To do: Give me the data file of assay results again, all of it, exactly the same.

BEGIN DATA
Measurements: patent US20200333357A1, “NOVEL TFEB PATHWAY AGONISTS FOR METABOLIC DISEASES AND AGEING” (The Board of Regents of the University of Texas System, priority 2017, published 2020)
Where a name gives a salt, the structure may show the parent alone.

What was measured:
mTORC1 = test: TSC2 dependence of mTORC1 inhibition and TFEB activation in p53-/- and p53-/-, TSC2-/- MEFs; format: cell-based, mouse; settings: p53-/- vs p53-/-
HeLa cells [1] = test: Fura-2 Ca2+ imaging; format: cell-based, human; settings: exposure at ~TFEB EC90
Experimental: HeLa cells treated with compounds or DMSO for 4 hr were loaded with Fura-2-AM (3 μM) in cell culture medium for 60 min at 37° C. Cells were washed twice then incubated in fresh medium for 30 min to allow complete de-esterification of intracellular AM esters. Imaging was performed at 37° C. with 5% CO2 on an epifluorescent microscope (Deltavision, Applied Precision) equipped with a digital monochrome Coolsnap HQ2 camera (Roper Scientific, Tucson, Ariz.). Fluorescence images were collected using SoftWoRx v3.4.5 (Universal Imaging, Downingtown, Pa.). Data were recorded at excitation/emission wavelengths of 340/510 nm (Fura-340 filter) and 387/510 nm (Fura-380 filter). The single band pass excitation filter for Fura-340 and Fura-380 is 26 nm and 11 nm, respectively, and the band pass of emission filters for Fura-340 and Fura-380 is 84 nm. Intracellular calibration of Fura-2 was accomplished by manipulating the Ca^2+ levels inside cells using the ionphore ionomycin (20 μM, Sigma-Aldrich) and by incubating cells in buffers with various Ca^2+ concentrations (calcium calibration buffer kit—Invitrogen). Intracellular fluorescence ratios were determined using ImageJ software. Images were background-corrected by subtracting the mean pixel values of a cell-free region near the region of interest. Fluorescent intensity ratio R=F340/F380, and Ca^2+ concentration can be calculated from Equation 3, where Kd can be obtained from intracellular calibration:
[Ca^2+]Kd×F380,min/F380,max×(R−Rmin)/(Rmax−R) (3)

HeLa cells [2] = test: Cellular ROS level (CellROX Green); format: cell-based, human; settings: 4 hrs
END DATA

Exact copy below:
Measurements: patent US20200333357A1, “NOVEL TFEB PATHWAY AGONISTS FOR METABOLIC DISEASES AND AGEING” (The Board of Regents of the University of Texas System, priority 2017, published 2020)
Where a name gives a salt, the structure may show the parent alone.

What was measured:
mTORC1 = test: TSC2 dependence of mTORC1 inhibition and TFEB activation in p53-/- and p53-/-, TSC2-/- MEFs; format: cell-based, mouse; settings: p53-/- vs p53-/-
HeLa cells [1] = test: Fura-2 Ca2+ imaging; format: cell-based, human; settings: exposure at ~TFEB EC90
Experimental: HeLa cells treated with compounds or DMSO for 4 hr were loaded with Fura-2-AM (3 μM) in cell culture medium for 60 min at 37° C. Cells were washed twice then incubated in fresh medium for 30 min to allow complete de-esterification of intracellular AM esters. Imaging was performed at 37° C. with 5% CO2 on an epifluorescent microscope (Deltavision, Applied Precision) equipped with a digital monochrome Coolsnap HQ2 camera (Roper Scientific, Tucson, Ariz.). Fluorescence images were collected using SoftWoRx v3.4.5 (Universal Imaging, Downingtown, Pa.). Data were recorded at excitation/emission wavelengths of 340/510 nm (Fura-340 filter) and 387/510 nm (Fura-380 filter). The single band pass excitation filter for Fura-340 and Fura-380 is 26 nm and 11 nm, respectively, and the band pass of emission filters for Fura-340 and Fura-380 is 84 nm. Intracellular calibration of Fura-2 was accomplished by manipulating the Ca^2+ levels inside cells using the ionphore ionomycin (20 μM, Sigma-Aldrich) and by incubating cells in buffers with various Ca^2+ concentrations (calcium calibration buffer kit—Invitrogen). Intracellular fluorescence ratios were determined using ImageJ software. Images were background-corrected by subtracting the mean pixel values of a cell-free region near the region of interest. Fluorescent intensity ratio R=F340/F380, and Ca^2+ concentration can be calculated from Equation 3, where Kd can be obtained from intracellular calibration:
[Ca^2+]Kd×F380,min/F380,max×(R−Rmin)/(Rmax−R) (3)

HeLa cells [2] = test: Cellular ROS level (CellROX Green); format: cell-based, human; settings: 4 hrs